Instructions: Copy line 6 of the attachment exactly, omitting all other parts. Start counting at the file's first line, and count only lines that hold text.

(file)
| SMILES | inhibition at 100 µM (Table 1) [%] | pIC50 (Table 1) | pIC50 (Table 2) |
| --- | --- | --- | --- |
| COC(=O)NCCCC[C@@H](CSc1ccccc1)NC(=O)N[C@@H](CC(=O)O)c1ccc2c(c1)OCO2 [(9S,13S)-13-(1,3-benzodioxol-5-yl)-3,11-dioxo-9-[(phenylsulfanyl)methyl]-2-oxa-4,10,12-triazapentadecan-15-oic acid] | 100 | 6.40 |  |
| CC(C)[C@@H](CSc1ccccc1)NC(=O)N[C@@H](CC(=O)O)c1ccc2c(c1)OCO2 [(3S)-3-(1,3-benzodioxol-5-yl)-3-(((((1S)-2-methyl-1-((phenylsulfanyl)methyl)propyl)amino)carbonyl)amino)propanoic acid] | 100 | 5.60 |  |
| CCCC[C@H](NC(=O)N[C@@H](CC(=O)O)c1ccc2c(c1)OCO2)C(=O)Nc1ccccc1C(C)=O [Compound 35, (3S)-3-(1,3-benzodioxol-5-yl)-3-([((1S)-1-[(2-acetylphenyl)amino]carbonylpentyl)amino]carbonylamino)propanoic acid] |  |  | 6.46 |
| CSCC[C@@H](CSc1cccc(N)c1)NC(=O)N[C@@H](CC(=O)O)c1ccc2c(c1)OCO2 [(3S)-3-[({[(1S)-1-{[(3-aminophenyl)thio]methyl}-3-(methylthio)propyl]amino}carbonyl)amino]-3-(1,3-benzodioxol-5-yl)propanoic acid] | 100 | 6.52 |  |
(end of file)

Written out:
| CSCC[C@@H](CSc1cccc(N)c1)NC(=O)N[C@@H](CC(=O)O)c1ccc2c(c1)OCO2 [(3S)-3-[({[(1S)-1-{[(3-aminophenyl)thio]methyl}-3-(methylthio)propyl]amino}carbonyl)amino]-3-(1,3-benzodioxol-5-yl)propanoic acid] | 100 | 6.52 |  |